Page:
I have two sons.
My older son is 5 and my younger son is 3. My wife and I made the conscious decision to have them close in age with the hopes that their similar ages would make them better friends.
When my younger son was diagnosed with cerebral palsy, I struggled with the thought that my older son wouldn’t have a “typical” sibling experience, and it kind of broke my heart. I thought it was my job to help facilitate that “normal” sibling experience.
I’ve now realized how silly that thought was for a many reasons.
But here’s one thing that my wife and I have done. We might not be able to facilitate a relationship between our sons, but we can create experiences that we know both enjoy that helps them find a common bond.
For example, both of my kids enjoy art. So often we’ll put a canvas down on the floor and let them go to town with paint. My older son uses brushes, my younger son crawls all over and uses his hands. That common experience helps them to develop shared memories.
I might not be able to force them to be friends, but I can certainly give them some cool experiences that they can think about that involved each other.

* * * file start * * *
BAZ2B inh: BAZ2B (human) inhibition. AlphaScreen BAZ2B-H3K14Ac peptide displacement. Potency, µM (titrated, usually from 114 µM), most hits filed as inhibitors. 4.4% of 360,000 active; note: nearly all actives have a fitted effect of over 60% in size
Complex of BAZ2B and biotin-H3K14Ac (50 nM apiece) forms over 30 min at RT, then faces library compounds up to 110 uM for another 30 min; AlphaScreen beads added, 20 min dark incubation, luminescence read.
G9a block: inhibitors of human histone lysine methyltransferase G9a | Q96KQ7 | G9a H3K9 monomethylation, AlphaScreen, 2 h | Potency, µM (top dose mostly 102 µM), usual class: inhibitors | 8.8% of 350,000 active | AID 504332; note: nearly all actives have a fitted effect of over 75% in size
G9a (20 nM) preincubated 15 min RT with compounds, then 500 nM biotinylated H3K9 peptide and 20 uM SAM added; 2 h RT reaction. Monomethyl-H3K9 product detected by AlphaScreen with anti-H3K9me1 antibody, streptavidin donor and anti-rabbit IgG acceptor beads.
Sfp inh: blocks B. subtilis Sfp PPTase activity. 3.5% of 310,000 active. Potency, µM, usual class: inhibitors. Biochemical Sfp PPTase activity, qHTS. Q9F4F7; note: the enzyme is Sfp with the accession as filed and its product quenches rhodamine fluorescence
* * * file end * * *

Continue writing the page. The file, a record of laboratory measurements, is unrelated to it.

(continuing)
So much of becoming a parent of a child with special health care needs involves giving up control and shifting expectations. But sometimes, we ourselves fall victim to those expectations—victim in the sense that reality is greater and even cooler than anything we could have expected. But because it’s not what we expected, we get disappointed.
I put my kids’ relationship into that category. It’s not what I thought it was going to be. And that’s fantastic because it’s even better.
It’s more than I could have ever imagined and both of my kids are better for it.
For more information and ideas on siblings on this site, go to Siblings under Family Support.
Living with a child who has mental health issues can come with a lot of unknowns just like having a child with physical health issues. But society can treat both children very differently.